But there's more to this rivalry than just pettiness. Scrape away the grime of scandals and sound bites, and the contrast between these two great players says something about the imaginative possibilities presented by this game or by any game. Think of how you approach sports at different stages of your life. Pelé, the best player on the best team who scored the most goals and won the most trophies and was the happiest and the most famous and most beloved, offers the child's narrative of sports heroism, an exuberant conquest of a just and welcoming world. Maradona, who railed against authority and sabotaged himself and, in 1986, dragged an inferior Argentina team to the World Cup title by sheer force of will, represents the adolescent narrative: an unjust world forced to yield to a superior ego.
It's these two ways of looking at the world that guide the endless, unresolvable debate about which man was the better player. Pelé partisans tend to rely on a curious mixture of fact and imagination: Pelé's numbers (three World Cups, a staggering 1,280 goals in 1,363 games) dwarf Maradona's, and most of the games he played in his prime weren't filmed. The spectacular things we've seen him do in highlight reels, they argue, must be only the tip of the iceberg. Maradona partisans, on the other hand, tend to rely on cutting skepticism and a pose of sophistication: Pelé's goal-scoring tally can't be real (it includes exhibition games, and it's strangely hard to pin down an exact total), and numbers aren't everything, anyway. Maradona played against better defenses in Europe, while Pelé spent his whole career in Brazil and the United States. And Maradona won the World Cup not with superstar teammates like Garrincha and Jairzinho but with journeymen like Ricardo Giusti.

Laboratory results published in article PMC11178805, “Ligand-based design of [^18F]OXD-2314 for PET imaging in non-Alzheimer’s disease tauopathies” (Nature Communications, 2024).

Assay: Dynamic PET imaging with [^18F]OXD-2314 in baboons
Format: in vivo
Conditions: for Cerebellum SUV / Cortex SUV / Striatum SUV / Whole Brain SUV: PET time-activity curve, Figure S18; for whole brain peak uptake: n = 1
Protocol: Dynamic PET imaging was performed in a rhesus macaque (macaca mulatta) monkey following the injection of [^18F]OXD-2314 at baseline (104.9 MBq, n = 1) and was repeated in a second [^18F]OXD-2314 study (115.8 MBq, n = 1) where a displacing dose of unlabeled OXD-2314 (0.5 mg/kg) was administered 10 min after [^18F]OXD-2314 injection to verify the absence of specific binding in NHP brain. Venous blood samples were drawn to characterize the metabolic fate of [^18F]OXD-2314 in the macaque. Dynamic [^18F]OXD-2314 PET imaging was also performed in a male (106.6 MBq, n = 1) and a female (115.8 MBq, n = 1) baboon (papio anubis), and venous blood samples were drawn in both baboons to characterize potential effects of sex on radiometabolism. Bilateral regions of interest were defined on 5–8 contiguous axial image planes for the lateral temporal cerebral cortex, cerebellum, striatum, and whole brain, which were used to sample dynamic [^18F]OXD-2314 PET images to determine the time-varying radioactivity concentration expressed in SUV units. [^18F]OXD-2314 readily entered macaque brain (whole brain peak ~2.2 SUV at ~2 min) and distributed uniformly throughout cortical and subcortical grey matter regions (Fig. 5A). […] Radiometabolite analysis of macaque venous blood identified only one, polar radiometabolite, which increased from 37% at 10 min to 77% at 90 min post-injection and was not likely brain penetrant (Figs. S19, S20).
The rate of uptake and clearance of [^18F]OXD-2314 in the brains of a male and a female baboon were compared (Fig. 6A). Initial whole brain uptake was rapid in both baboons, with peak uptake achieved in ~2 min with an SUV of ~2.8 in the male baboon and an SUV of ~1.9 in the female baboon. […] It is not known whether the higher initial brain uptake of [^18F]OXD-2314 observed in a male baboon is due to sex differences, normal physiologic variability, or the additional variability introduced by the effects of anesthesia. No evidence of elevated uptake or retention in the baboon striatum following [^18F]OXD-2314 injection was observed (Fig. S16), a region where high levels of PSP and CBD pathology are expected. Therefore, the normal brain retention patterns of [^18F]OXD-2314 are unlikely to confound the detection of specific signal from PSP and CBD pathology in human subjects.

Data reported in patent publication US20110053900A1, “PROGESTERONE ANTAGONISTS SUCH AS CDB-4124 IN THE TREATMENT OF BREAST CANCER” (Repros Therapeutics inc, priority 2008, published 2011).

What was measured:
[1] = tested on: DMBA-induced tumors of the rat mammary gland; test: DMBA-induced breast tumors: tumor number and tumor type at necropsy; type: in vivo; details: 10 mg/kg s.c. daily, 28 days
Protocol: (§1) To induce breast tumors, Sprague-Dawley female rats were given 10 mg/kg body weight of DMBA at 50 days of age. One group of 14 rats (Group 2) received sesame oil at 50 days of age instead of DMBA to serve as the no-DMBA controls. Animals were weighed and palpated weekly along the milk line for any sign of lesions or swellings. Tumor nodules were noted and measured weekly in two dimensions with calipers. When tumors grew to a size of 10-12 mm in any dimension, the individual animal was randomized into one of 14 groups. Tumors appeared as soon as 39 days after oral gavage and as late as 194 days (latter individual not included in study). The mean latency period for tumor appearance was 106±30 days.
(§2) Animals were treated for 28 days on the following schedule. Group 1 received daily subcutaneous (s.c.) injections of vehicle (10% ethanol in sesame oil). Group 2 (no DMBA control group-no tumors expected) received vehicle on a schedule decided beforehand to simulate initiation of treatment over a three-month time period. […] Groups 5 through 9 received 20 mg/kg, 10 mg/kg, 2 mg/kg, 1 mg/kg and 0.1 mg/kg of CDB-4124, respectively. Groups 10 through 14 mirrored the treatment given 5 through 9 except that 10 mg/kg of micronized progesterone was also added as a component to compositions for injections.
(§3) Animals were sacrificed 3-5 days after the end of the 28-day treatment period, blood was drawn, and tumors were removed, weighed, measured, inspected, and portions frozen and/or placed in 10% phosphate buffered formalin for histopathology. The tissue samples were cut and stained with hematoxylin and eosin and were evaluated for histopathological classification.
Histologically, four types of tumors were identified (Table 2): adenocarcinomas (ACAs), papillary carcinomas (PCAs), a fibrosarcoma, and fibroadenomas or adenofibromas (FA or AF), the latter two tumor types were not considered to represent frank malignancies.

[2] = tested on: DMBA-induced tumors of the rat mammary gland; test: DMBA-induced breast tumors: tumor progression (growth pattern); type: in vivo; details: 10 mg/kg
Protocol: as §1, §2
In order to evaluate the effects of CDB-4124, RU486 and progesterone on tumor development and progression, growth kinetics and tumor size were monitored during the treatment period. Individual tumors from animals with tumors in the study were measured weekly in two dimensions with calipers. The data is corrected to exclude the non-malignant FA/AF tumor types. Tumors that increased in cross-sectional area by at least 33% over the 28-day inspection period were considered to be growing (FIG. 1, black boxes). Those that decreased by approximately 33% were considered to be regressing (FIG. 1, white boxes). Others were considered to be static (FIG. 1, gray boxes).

This past week, the two men were, as ever, in the news at the same time. Pelé gave a speech at the Meadowlands announcing the return of the New York Cosmos, the NASL club he played for from 1975-77. He'll serve as honorary president, essentially acting as the face of a corporate group headed by marketing tycoon Carl Johnson. Maradona, in turn, was fired, then maybe not quite fired, then left in a state of probationary fired-ness, by the Argentine Football Association, the latest and apparently last twist in his bizarre run as national team manager. It was the same old story. Pelé is a sellout, the man Roger Bennett recently called "the sport's first human billboard." Maradona is just nuts.
The contrasts we see today threaten to obscure the real difference between these two stars. To see that, you have to look back to Pelé as a beaming 17-year-old in the 1958 World Cup final, when he scored after a delirious lob over Bengt Gustavsson, then scored again, then fainted when Brazil won the game. You have to look back to Maradona's brilliant, furious World Cup quarterfinal against England in 1986, when he punished his opponents with the Hand of God goal, then humiliated them with a minesweeper run that left half their team in tatters. Pelé, whether he's being paraded on the shoulders of his teammates or accepting the next bright prize from Sepp Blatter, embodies the basic, necessary fantasy of sports as a place of accord. Maradona exposes the falseness of that fantasy and, at his best, makes something beautiful out of the exposure. That, more than any squabbling or jealousy, is why they're rivals, and why they remain locked together in the answer to the unanswerable question: "Who's the best player of all time?" They are the inextricable either/or at the heart of soccer's sense of itself.